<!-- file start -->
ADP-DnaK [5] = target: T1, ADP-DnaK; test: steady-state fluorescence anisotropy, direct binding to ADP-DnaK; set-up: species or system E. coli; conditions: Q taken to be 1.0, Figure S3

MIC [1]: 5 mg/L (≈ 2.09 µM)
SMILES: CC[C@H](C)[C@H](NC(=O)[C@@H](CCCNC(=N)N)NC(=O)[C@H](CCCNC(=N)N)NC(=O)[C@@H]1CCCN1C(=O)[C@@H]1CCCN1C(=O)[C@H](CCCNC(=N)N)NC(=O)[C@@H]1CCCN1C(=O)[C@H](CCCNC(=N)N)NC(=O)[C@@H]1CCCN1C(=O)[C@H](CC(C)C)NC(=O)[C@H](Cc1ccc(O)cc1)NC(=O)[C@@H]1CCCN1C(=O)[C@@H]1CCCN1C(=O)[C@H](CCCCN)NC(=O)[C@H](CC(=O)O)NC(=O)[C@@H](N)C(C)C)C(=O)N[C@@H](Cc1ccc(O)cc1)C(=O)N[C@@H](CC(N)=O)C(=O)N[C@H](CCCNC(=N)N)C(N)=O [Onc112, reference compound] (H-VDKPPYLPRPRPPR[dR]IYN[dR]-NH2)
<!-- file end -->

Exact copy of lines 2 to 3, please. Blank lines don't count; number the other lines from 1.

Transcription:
MIC [1]: 5 mg/L (≈ 2.09 µM)
SMILES: CC[C@H](C)[C@H](NC(=O)[C@@H](CCCNC(=N)N)NC(=O)[C@H](CCCNC(=N)N)NC(=O)[C@@H]1CCCN1C(=O)[C@@H]1CCCN1C(=O)[C@H](CCCNC(=N)N)NC(=O)[C@@H]1CCCN1C(=O)[C@H](CCCNC(=N)N)NC(=O)[C@@H]1CCCN1C(=O)[C@H](CC(C)C)NC(=O)[C@H](Cc1ccc(O)cc1)NC(=O)[C@@H]1CCCN1C(=O)[C@@H]1CCCN1C(=O)[C@H](CCCCN)NC(=O)[C@H](CC(=O)O)NC(=O)[C@@H](N)C(C)C)C(=O)N[C@@H](Cc1ccc(O)cc1)C(=O)N[C@@H](CC(N)=O)C(=O)N[C@H](CCCNC(=N)N)C(N)=O [Onc112, reference compound] (H-VDKPPYLPRPRPPR[dR]IYN[dR]-NH2)